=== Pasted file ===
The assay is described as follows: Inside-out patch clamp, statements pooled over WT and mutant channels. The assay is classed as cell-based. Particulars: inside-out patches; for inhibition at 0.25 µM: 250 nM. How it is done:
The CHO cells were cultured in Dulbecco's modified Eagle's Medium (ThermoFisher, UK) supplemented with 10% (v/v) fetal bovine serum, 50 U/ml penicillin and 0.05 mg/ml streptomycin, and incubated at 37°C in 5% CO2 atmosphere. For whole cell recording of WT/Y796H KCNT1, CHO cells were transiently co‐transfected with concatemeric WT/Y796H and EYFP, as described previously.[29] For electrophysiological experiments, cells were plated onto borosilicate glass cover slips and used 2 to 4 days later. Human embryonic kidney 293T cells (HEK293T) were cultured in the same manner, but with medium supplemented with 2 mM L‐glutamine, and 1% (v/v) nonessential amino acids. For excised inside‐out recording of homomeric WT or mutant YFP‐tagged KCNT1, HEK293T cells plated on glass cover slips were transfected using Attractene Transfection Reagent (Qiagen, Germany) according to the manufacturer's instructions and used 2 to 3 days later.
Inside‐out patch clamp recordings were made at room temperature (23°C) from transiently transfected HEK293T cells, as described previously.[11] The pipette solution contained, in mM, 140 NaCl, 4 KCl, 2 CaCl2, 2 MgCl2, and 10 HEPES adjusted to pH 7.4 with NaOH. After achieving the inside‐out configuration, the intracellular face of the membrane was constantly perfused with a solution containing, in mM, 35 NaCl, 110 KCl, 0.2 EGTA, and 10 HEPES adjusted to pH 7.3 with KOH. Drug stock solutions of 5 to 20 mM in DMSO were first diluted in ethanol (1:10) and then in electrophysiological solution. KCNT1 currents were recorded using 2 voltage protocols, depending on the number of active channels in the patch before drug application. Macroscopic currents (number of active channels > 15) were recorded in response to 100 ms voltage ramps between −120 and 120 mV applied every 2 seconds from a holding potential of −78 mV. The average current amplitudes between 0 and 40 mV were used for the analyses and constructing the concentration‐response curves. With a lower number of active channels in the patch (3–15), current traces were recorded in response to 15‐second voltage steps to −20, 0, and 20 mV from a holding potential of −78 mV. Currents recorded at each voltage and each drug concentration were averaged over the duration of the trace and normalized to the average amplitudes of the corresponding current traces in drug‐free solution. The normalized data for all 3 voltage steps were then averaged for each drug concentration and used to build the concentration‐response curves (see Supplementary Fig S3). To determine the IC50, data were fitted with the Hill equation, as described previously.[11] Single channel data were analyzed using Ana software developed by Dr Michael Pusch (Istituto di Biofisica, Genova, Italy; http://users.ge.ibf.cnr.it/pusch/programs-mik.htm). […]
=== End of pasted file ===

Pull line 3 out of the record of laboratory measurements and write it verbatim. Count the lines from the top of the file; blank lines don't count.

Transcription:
Inside‐out patch clamp recordings were made at room temperature (23°C) from transiently transfected HEK293T cells, as described previously.[11] The pipette solution contained, in mM, 140 NaCl, 4 KCl, 2 CaCl2, 2 MgCl2, and 10 HEPES adjusted to pH 7.4 with NaOH. After achieving the inside‐out configuration, the intracellular face of the membrane was constantly perfused with a solution containing, in mM, 35 NaCl, 110 KCl, 0.2 EGTA, and 10 HEPES adjusted to pH 7.3 with KOH. Drug stock solutions of 5 to 20 mM in DMSO were first diluted in ethanol (1:10) and then in electrophysiological solution. KCNT1 currents were recorded using 2 voltage protocols, depending on the number of active channels in the patch before drug application. Macroscopic currents (number of active channels > 15) were recorded in response to 100 ms voltage ramps between −120 and 120 mV applied every 2 seconds from a holding potential of −78 mV. The average current amplitudes between 0 and 40 mV were used for the analyses and constructing the concentration‐response curves. With a lower number of active channels in the patch (3–15), current traces were recorded in response to 15‐second voltage steps to −20, 0, and 20 mV from a holding potential of −78 mV. Currents recorded at each voltage and each drug concentration were averaged over the duration of the trace and normalized to the average amplitudes of the corresponding current traces in drug‐free solution. The normalized data for all 3 voltage steps were then averaged for each drug concentration and used to build the concentration‐response curves (see Supplementary Fig S3). To determine the IC50, data were fitted with the Hill equation, as described previously.[11] Single channel data were analyzed using Ana software developed by Dr Michael Pusch (Istituto di Biofisica, Genova, Italy; http://users.ge.ibf.cnr.it/pusch/programs-mik.htm). […]